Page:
I’ve always believed that the scare tactics over salt have been way overstated. So every time a new study comes out posing the same old questions, it makes me roll my eyes. And the latest one is no exception…
In a major review published in November in the American Journal of Hypertension, a prestigious group of Danish scientists acknowledges that, over the years, the studies of low-sodium diet vs. high-sodium diet have been conflicting in their results.
No newsflash there. But their research did turn up a couple of interesting findings…
They reviewed 167 gold-standard randomized studies involving a real mix of people… people with and without high blood pressure and multiple ethnic groups.
The verdict? Cutting back on sodium reduced blood pressure–but by very little. Blood pressure decreased 1 percent in people without high blood pressure, and 3.5 percent in those with high blood pressure.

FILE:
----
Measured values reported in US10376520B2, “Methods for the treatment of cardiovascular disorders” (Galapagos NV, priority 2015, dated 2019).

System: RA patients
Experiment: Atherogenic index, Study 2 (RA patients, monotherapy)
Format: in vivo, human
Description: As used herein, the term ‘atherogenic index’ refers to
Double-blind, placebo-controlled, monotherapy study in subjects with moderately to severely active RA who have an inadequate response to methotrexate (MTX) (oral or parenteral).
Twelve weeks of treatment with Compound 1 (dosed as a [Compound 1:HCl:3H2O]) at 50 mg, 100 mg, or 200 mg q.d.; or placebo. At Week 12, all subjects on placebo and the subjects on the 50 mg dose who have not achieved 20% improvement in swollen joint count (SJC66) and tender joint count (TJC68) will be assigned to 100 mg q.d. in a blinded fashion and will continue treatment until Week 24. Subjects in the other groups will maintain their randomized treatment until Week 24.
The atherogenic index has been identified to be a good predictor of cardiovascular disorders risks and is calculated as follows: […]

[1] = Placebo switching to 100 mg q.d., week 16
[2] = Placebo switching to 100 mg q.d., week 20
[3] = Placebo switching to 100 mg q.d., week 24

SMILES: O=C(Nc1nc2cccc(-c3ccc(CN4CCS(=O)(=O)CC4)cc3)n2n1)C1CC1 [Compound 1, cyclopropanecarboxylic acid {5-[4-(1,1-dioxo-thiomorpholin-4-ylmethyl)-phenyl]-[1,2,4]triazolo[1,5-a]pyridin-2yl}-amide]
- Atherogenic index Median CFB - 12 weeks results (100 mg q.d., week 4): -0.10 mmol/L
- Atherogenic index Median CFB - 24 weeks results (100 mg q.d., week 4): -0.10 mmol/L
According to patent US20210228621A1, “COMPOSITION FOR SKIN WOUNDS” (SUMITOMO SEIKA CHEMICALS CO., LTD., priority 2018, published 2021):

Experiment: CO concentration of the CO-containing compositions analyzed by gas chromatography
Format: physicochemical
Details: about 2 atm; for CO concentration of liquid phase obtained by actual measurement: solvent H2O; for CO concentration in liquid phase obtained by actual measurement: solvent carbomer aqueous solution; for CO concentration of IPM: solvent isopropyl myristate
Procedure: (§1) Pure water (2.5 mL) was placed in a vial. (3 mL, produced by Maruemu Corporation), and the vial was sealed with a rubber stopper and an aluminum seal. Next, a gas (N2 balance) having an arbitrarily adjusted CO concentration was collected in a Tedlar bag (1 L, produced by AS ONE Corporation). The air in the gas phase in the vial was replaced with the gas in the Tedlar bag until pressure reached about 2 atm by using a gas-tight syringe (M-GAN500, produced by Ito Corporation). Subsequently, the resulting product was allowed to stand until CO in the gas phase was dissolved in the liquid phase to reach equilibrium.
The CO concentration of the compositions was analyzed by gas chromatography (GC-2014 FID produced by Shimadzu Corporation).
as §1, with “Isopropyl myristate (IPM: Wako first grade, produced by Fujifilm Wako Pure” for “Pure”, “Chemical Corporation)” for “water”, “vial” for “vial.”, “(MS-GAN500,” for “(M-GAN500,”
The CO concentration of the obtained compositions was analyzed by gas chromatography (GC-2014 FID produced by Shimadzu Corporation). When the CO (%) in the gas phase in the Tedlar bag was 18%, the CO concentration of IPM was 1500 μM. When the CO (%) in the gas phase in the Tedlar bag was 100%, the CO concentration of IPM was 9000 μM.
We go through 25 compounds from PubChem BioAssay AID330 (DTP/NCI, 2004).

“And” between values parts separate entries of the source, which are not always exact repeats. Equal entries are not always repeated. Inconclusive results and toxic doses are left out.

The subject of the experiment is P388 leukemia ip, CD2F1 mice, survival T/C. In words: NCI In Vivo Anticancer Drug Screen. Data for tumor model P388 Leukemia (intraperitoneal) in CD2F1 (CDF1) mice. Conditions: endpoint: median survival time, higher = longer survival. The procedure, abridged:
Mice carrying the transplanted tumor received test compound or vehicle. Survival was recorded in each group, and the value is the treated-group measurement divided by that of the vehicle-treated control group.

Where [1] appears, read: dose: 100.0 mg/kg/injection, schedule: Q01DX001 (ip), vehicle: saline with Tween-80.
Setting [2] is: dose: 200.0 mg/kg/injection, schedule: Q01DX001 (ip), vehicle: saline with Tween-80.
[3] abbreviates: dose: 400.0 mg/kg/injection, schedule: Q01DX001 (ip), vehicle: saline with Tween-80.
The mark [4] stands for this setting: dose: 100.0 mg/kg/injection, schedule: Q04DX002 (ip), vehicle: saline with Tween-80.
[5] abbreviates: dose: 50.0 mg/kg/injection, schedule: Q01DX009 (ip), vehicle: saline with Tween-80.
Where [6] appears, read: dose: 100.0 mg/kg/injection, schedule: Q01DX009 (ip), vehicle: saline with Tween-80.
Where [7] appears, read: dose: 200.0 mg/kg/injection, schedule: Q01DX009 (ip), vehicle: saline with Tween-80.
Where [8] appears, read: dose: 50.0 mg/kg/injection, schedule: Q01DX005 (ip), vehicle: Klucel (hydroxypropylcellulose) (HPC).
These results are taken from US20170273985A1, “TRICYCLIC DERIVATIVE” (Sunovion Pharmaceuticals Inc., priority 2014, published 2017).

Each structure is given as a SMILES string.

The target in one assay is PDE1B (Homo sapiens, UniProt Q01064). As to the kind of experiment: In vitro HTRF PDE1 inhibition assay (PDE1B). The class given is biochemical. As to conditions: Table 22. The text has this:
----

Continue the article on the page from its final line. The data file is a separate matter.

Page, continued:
However, people on the low-sodium diet had a 7 percent increase in triglycerides. And high triglyceride levels are a major risk factors for heart disease, heart attacks, and stroke.
But here’s the most interesting thing in the study: The low-sodium diet increased levels of two hormones–renin and aldosterone–which can increase blood pressure.
There’s your answer, folks.
If your food needs a little extra flavor, don’t fret. A sprinkle of salt won’t kill anybody.